This lesson shows how to use Python to transliterate automatically a list of words from a language with a non-Latin alphabet to a standardized format using the American Standard Code for Information Interchange (ASCII) characters. It builds on readers’ understanding of Python from the lessons “Viewing HTML Files,” “Working with Web Pages,” “From HTML to List of Words (part 1)” and “Intro to Beautiful Soup.” At the end of the lesson, we will use the transliteration dictionary to convert the names from a database of the Russian organization Memorial from Cyrillic into Latin characters. Although the example uses Cyrillic characters, the technique can be reproduced with other alphabets using Unicode.
In this exercise we will use advanced find-and-replace capabilities in a word processing application in order to make use of structure in a brief historical document that is essentially a table in the form of prose. Without using a general programming language, we will gain exposure to some aspects of computational thinking, especially pattern matching, that can be immediately helpful to working historians (and others) using word processors, and can form the basis for subsequent learning with more general programming environments.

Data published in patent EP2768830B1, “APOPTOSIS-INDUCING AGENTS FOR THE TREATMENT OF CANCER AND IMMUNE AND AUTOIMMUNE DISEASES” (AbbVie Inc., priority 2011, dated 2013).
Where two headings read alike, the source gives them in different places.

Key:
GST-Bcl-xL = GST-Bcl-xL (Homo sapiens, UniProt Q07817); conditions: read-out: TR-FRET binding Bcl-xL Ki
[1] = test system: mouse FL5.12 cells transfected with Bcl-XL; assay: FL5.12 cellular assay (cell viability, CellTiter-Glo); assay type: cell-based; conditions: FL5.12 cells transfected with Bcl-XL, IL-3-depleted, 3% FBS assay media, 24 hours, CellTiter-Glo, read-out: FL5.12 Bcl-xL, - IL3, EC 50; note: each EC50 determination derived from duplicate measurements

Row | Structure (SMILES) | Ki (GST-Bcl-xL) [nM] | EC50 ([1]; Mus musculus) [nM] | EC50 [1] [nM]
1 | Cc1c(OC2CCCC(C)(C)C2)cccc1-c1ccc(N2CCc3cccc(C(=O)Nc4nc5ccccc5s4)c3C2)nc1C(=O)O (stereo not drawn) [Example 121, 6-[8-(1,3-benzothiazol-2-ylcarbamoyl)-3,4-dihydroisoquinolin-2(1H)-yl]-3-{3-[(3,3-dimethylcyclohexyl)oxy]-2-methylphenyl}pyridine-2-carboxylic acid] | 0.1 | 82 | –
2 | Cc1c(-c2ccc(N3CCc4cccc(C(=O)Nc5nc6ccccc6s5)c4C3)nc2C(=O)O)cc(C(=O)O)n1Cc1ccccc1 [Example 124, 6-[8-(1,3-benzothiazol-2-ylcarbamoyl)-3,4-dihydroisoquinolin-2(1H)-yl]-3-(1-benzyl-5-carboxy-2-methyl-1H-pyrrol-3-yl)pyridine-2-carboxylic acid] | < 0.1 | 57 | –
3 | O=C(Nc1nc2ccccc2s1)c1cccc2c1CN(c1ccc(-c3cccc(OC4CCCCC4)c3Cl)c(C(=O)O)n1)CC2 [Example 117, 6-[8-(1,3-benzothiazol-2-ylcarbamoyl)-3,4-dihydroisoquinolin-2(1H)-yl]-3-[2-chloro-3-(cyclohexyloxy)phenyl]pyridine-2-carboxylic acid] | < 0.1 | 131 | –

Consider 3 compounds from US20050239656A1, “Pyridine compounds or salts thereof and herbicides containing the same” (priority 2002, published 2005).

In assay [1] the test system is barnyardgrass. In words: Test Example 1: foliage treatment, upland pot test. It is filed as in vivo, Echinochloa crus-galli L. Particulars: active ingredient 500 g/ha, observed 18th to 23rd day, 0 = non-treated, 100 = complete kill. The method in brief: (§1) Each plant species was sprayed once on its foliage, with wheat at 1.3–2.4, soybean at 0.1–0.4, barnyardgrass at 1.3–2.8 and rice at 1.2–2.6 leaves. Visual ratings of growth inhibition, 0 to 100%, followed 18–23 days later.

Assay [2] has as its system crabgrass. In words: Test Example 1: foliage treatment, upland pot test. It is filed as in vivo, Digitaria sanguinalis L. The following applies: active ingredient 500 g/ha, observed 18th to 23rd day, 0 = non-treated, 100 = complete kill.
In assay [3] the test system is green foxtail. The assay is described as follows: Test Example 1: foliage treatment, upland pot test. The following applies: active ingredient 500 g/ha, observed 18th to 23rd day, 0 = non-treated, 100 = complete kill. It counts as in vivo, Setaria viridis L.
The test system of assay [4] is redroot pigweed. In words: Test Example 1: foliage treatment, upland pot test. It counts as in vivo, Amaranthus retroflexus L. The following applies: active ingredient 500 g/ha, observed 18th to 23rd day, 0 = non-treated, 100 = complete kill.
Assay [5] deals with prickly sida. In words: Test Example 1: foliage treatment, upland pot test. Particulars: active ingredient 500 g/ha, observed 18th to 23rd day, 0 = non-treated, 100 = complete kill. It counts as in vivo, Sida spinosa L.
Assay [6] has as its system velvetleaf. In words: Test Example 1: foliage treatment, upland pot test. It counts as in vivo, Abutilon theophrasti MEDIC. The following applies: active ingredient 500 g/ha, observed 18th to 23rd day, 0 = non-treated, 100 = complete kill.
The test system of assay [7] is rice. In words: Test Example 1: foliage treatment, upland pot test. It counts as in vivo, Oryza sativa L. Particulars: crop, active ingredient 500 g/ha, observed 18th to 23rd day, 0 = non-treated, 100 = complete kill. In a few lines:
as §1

Omeka is a free content management system that makes it easy to create websites that show off collections of items. As you will learn below, there are actually two versions of Omeka: Omeka.netand Omeka.org. In this lesson you willl be using the former.
Omeka is an ideal solution for historians who want to display collections of documents, archivists who want to organize artifacts into categories, and teachers who want students to learn about the choices involved in assembling historical collections. It is not difficult, but it is helpful to start off with some basic terms and concepts. In this lesson, you will sign up for an account at Omeka.net and start adding digital objects to your site.
When you are working with online sources, much of the time you will be using files that have been marked up with HTML (Hyper Text Markup Language). Your browser already knows how to interpret HTML, which is handy for human readers. Most browsers also let you see the HTML source code for any page that you visit. The two images below show a typical web page (from the Old Bailey Online) and the HTML source used to generate that page, which you can see with the Tools -> Web Developer -> Page Source command in Firefox.
This lesson introduces Uniform Resource Locators (URLs) and explains how to use Python to download and save the contents of a web page to your local hard drive.
In this lesson you will learn how to manipulate text files using Python. This includes opening, closing, reading from, and writing to .txt files.
The next few lessons will involve downloading a web page from the Internet and reorganizing the contents into useful chunks of information. You will be doing most of your work using Python code written and executed in Komodo Edit.